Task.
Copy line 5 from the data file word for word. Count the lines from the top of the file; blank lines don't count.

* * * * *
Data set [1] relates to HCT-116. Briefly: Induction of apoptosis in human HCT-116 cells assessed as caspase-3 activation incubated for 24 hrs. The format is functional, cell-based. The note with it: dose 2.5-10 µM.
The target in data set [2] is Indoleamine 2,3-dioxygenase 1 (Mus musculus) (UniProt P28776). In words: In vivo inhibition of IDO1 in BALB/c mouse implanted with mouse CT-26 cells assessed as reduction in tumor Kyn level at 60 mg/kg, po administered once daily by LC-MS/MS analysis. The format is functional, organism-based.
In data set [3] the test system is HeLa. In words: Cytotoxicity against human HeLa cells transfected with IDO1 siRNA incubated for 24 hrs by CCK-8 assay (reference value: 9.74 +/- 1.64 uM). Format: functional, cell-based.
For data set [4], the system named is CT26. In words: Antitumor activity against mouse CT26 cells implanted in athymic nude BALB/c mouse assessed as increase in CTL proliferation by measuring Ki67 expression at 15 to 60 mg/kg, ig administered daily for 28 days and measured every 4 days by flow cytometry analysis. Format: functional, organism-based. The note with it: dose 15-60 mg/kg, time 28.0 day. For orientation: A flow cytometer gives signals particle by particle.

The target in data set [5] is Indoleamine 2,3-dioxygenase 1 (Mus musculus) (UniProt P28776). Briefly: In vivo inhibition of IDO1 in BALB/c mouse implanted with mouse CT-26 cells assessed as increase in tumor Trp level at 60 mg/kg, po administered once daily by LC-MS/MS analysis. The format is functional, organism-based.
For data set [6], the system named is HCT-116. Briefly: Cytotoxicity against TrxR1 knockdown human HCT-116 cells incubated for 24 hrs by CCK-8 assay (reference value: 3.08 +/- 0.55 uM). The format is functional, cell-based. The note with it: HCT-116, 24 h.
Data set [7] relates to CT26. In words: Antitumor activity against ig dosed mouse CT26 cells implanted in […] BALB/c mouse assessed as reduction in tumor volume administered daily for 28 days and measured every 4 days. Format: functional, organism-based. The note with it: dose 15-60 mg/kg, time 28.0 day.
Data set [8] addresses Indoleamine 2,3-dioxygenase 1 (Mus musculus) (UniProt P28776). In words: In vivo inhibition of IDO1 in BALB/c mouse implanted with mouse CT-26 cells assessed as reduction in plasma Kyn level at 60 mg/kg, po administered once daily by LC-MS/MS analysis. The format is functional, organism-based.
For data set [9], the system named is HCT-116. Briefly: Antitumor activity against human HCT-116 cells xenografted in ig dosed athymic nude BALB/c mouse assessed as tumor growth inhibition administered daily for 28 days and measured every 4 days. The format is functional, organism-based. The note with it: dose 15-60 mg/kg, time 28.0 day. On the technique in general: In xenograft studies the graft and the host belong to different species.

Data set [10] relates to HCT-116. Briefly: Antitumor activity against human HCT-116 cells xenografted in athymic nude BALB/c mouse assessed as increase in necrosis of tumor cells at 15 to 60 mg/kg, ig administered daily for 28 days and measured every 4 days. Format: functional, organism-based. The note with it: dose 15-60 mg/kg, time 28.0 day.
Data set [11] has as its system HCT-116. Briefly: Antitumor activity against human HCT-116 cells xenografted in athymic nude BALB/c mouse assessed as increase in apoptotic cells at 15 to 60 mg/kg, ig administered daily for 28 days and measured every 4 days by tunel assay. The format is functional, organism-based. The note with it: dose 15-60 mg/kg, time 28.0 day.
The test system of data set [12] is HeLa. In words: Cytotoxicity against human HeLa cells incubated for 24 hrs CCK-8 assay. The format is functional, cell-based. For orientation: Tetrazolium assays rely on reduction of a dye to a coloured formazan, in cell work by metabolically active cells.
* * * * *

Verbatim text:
The target in data set [5] is Indoleamine 2,3-dioxygenase 1 (Mus musculus) (UniProt P28776). Briefly: In vivo inhibition of IDO1 in BALB/c mouse implanted with mouse CT-26 cells assessed as increase in tumor Trp level at 60 mg/kg, po administered once daily by LC-MS/MS analysis. The format is functional, organism-based.